New Cancer Therapy Enhances Immune Response to Fight Cancerous Cells

In a recently published study researchers found that a form of Chimeric antigen receptor (CAR) T-cell cancer treatment, a type of immunotherapy, was effective in treating leukemia patients. The treatment kept two leukemia patients in remission for 10 years. 

The results of the study were published in the journal Nature. CAR T-cell therapy is a type of adoptive cell transfer (ACT), a type of immunotherapy which consists in making your own immune cells better able to attack cancer cells. In CAR T cell therapy doctors take blood from a person with cancer and separate out the T cells, which are genetically changed in the lab to attach to a specific protein on cancerous cells. 

After the cells are expanded, they are infused back into the individual. Then they multiply inside of the patient’s body and attack the cancer cells. 

Results of the Study 

The 2 patients in the study underwent CAR T-cell therapy as part of the trial and both had a complete remission of their cancer in 2010. A decade later, they continue in remission.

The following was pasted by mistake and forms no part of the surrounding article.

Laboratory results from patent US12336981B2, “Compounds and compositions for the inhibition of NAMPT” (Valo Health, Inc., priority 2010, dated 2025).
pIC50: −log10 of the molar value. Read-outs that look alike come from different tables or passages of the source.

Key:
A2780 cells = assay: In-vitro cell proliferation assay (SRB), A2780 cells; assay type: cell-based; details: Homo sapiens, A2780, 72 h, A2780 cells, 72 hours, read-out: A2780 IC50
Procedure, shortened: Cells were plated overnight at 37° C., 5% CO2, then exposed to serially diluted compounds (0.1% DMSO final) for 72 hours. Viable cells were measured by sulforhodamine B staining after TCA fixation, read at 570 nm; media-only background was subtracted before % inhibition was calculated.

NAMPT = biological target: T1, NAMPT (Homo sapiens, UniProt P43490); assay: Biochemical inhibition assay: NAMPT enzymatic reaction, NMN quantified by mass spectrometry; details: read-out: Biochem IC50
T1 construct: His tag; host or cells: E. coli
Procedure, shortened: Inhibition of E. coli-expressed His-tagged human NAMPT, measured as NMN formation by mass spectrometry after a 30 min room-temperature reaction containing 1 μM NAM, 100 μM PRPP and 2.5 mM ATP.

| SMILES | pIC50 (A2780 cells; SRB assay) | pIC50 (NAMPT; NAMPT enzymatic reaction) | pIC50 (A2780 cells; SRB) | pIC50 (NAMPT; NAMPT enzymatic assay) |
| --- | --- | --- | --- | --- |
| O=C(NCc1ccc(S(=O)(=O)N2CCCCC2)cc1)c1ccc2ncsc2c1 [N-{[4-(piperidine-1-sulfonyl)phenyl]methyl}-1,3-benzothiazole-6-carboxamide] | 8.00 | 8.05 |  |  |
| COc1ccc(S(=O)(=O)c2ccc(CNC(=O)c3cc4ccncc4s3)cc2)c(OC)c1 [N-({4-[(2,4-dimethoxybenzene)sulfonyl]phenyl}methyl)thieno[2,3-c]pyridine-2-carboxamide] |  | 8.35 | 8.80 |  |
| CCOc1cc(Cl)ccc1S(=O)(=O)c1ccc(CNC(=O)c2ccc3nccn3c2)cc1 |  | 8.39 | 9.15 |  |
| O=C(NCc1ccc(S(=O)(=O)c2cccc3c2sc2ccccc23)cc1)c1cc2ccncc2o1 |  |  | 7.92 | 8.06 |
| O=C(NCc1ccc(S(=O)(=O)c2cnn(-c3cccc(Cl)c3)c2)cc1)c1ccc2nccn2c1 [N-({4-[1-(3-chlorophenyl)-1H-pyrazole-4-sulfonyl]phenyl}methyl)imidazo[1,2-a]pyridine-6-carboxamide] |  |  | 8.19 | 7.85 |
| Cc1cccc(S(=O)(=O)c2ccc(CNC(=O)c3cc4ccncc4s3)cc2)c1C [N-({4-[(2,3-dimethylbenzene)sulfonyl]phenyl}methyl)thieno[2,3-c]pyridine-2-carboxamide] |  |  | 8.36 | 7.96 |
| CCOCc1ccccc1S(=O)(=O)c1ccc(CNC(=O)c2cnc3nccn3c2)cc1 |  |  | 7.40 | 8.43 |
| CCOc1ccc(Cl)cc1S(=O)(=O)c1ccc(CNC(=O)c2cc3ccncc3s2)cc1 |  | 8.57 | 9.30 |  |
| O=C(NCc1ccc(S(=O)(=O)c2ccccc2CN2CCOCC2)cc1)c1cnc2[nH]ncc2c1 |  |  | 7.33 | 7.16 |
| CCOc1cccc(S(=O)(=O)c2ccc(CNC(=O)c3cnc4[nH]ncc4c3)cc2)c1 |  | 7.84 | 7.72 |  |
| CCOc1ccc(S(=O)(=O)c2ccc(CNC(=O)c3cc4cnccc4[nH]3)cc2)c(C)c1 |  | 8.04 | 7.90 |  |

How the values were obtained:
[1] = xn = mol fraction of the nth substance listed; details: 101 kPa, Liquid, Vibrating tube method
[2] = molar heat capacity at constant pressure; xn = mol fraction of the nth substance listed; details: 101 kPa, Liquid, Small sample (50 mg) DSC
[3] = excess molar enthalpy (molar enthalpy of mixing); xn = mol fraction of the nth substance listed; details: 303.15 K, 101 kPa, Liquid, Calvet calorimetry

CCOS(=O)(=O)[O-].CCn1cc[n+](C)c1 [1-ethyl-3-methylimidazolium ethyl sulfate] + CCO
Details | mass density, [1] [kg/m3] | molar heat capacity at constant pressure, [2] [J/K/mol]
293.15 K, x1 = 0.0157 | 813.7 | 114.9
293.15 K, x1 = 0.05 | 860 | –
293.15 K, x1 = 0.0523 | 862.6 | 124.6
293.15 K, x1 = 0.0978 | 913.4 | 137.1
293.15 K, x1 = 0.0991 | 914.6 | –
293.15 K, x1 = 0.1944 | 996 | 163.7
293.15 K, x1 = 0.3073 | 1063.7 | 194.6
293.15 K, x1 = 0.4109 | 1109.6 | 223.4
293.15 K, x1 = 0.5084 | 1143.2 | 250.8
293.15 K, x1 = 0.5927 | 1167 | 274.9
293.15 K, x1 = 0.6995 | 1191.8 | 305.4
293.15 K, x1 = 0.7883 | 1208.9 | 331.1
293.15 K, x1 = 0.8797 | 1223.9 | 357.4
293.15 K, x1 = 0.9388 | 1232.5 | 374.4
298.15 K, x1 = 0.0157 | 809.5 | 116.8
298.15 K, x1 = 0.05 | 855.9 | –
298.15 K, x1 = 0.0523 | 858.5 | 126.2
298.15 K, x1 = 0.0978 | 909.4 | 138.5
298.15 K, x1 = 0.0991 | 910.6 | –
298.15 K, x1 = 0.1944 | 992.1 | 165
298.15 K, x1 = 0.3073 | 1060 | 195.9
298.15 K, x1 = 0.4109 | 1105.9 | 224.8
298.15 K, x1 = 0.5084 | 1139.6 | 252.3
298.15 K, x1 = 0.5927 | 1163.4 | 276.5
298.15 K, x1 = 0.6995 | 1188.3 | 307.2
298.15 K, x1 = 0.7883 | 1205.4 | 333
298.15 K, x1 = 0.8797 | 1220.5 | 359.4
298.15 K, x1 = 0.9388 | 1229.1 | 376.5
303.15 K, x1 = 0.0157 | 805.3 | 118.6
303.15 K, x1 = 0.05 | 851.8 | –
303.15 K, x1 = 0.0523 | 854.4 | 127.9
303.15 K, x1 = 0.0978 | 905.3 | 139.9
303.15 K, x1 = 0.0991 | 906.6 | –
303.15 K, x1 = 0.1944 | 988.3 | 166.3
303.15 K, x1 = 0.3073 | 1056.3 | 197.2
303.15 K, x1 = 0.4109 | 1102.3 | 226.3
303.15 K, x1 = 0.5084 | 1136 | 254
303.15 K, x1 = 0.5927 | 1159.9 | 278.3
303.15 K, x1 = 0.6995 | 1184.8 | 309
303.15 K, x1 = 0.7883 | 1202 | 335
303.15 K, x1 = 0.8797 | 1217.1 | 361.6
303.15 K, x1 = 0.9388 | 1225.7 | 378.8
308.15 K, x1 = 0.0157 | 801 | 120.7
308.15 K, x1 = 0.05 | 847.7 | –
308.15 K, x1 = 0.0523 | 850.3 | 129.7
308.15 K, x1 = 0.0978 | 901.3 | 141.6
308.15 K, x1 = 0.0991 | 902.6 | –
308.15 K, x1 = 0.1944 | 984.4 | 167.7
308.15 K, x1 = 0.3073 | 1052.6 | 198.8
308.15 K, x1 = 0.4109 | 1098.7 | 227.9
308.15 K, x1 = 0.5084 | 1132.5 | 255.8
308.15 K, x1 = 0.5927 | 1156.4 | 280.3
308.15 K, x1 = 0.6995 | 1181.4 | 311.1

According to the study, 10 years later they were able to detect CAR T-cells in the body of both patients.

The only difference that they found in the T cells is that they shift to a specific type of T cell, CD4+ T cells, also known as helper T cells. These cells are one of the most important components of adaptive immunity, because they are required for almost all adaptive immune responses. They help activate B cells to secrete antibodies and macrophages to destroy ingested microbes, and also help cytotoxic T cells (CD8+) to kill cells infected with viruses or even cancer cells. 

The research results are encouraging because they may indicate that this type of therapy could be effective in the long term in treating some types of cancer. But further and larger studies are needed in order to have a wider understanding of the effectiveness and long term effects of the therapy.


Jessica Norris. (2022, Feb 9). Cancer cure? CAR T-cell therapy has two people in remission 10 years later. Medical News Today. Retrieved from:,to%20kill%20infected%20target%20cells.

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